Costs: APRs on personal loans range from about 6% to 36%. Some lenders charge an origination fee, which is calculated in the APR, and may reduce the loan amount you receive.

401(k) hardship withdrawals

If you’ve been contributing to a 401(k), you may qualify for a hardship withdrawal. Check your plan to determine if you qualify and what the specific conditions are.

Amount: This type of withdrawal lets you access money you — and maybe your employer — have contributed to the fund, but probably not any gains the money has made while it has been invested.

What it’s for: Generally, expenses such as medical bills, college tuition, money to avoid eviction, funeral expenses and some home repairs qualify for hardship withdrawal.

Requirements: Your plan’s administrator usually decides whether you qualify, and you may have to explain why you can’t get the money elsewhere.

Costs: If you’ve lost your job and are under age 55, you could face tax penalties for withdrawing money from your 401(k). You may still have to pay a 10% tax penalty if you withdraw the money before age 59 1/2. This option also leaves you with less in savings for retirement.

Home equity loans and lines of credit

With a home equity loan or line of credit, you borrow against the equity your home has gained. A home equity loan comes in a lump sum, while a HELOC is an open credit line you use as needed.

Tapping your equity to cover a hardship can be a risky option because you use your home as collateral. That means if you don’t repay the borrowed funds, you could lose the house. Also, if your home’s value drops, you could owe more than what it’s worth.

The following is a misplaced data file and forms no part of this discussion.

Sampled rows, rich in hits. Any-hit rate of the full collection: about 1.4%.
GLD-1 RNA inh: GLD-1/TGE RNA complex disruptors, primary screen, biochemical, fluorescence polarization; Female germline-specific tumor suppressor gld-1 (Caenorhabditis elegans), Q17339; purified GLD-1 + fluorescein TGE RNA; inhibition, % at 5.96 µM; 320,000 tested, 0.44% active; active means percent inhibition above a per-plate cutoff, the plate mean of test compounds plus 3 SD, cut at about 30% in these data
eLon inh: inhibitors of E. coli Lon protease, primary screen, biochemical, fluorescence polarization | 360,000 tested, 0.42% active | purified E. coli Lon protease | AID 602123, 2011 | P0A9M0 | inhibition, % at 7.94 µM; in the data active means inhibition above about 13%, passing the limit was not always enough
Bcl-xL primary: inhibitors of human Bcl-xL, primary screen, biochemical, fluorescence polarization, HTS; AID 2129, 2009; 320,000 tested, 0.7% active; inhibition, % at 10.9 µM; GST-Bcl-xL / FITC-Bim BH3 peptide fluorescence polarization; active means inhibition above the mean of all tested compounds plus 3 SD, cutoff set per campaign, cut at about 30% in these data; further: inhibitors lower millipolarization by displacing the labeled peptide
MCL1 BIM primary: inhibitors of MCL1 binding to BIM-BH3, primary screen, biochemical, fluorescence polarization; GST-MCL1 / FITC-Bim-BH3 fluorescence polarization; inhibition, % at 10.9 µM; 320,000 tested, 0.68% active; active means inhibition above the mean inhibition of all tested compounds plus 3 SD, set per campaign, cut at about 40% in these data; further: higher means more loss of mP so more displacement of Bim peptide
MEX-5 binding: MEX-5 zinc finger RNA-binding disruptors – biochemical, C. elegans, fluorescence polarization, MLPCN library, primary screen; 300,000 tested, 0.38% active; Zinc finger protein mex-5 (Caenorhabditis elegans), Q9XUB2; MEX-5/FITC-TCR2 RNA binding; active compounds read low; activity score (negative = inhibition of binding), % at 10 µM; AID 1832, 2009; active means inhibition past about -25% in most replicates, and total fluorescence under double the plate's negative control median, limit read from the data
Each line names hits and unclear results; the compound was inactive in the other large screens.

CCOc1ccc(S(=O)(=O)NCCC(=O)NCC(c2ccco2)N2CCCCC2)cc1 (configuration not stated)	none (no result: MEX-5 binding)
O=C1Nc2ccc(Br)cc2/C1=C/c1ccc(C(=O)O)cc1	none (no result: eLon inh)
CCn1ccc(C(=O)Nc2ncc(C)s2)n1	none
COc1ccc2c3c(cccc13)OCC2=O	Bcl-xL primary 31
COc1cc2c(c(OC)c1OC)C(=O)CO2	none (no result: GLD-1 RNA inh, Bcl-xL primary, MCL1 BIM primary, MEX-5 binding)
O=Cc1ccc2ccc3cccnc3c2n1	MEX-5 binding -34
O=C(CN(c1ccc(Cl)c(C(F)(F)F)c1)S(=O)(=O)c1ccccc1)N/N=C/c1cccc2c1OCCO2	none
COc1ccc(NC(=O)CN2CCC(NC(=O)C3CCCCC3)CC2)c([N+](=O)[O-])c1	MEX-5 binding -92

Amount: Up to about 85% of your home’s value.

What it’s for: Urgent home repairs are a good use of home equity financing, as long as you're comfortable using your home as collateral.

Requirements: You usually need more than 20% equity in your home, a debt-to-income ratio of less than 40% and a 620 or higher credit score. A lender will also require employment and income verification.

Other hardship assistance

For help meeting basic needs: Seek assistance from local nonprofits, charities and religious organizations. They can help you get food, clothing and access to transportation for job interviews.

For help with rent or utilities: Contact your utility company, landlord or mortgage issuer for help deferring a payment. If you need long-term help, consider seeking other housing or contacting a housing counselor.

To pay medical bills: Learn about ways to cover medical costs, including payment plans.

To clear unsecured debt: Debt relief can help if your debt has become overwhelming. Learn about the different types of debt relief and their consequences.

To pause student loan payments: If you meet certain criteria, you may be eligible for student loan deferment or forbearance.

Hardship financing to avoid

No-credit-check loans: A lender may offer a no-credit-check loan for borrowers with low or no credit scores, but beware of this option. These lenders may not review your ability to repay the loan and will charge triple-digit interest rates to account for the risk of you not paying.

Payday loans: Payday lenders may attract consumers in hardship because they have few qualification requirements, and some lend to you regardless of your employment status. They often require repayment of the entire loan amount in two weeks, which can lead to a cycle of debt if you're unable to make the payment and have to borrow again.

How personal loans work in hardship

If you have a personal loan and need hardship assistance, contact your lender. Most lenders offer hardship assistance, often working out a plan on a case-by-case basis.

If your hardship plan involves pausing loan payments, ask your lender how that will be reported to the major credit bureaus. Payments reported as late or missed will hurt your credit.